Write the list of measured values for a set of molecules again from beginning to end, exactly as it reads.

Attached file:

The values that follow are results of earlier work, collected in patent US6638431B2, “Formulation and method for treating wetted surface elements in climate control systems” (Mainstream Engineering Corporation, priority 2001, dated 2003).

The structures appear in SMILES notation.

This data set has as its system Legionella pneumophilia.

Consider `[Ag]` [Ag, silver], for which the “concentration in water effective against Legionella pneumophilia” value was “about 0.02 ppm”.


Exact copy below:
The values that follow are results of earlier work, collected in patent US6638431B2, “Formulation and method for treating wetted surface elements in climate control systems” (Mainstream Engineering Corporation, priority 2001, dated 2003).

The structures appear in SMILES notation.

This data set has as its system Legionella pneumophilia.

Consider `[Ag]` [Ag, silver], for which the “concentration in water effective against Legionella pneumophilia” value was “about 0.02 ppm”.